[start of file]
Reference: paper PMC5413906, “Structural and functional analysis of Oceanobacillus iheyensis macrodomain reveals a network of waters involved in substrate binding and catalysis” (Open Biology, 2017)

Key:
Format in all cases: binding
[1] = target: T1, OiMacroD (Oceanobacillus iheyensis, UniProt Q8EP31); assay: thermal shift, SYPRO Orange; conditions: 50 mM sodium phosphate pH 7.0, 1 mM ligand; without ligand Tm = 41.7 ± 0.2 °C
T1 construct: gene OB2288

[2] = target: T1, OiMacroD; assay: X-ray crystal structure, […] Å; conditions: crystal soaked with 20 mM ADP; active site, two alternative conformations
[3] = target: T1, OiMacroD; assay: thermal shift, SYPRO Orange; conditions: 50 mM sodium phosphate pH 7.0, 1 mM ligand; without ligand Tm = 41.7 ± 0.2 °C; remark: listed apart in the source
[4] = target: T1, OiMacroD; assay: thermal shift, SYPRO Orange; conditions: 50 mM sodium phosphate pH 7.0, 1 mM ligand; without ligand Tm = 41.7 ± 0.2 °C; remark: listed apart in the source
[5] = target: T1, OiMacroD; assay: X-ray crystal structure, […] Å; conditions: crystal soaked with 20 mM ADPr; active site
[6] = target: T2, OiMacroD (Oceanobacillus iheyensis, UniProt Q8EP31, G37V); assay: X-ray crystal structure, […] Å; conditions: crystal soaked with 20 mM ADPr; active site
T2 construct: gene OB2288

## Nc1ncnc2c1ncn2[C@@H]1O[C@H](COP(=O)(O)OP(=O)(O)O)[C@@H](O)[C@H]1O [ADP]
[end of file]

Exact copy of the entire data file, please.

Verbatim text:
Reference: paper PMC5413906, “Structural and functional analysis of Oceanobacillus iheyensis macrodomain reveals a network of waters involved in substrate binding and catalysis” (Open Biology, 2017)

Key:
Format in all cases: binding
[1] = target: T1, OiMacroD (Oceanobacillus iheyensis, UniProt Q8EP31); assay: thermal shift, SYPRO Orange; conditions: 50 mM sodium phosphate pH 7.0, 1 mM ligand; without ligand Tm = 41.7 ± 0.2 °C
T1 construct: gene OB2288

[2] = target: T1, OiMacroD; assay: X-ray crystal structure, […] Å; conditions: crystal soaked with 20 mM ADP; active site, two alternative conformations
[3] = target: T1, OiMacroD; assay: thermal shift, SYPRO Orange; conditions: 50 mM sodium phosphate pH 7.0, 1 mM ligand; without ligand Tm = 41.7 ± 0.2 °C; remark: listed apart in the source
[4] = target: T1, OiMacroD; assay: thermal shift, SYPRO Orange; conditions: 50 mM sodium phosphate pH 7.0, 1 mM ligand; without ligand Tm = 41.7 ± 0.2 °C; remark: listed apart in the source
[5] = target: T1, OiMacroD; assay: X-ray crystal structure, […] Å; conditions: crystal soaked with 20 mM ADPr; active site
[6] = target: T2, OiMacroD (Oceanobacillus iheyensis, UniProt Q8EP31, G37V); assay: X-ray crystal structure, […] Å; conditions: crystal soaked with 20 mM ADPr; active site
T2 construct: gene OB2288

## Nc1ncnc2c1ncn2[C@@H]1O[C@H](COP(=O)(O)OP(=O)(O)O)[C@@H](O)[C@H]1O [ADP]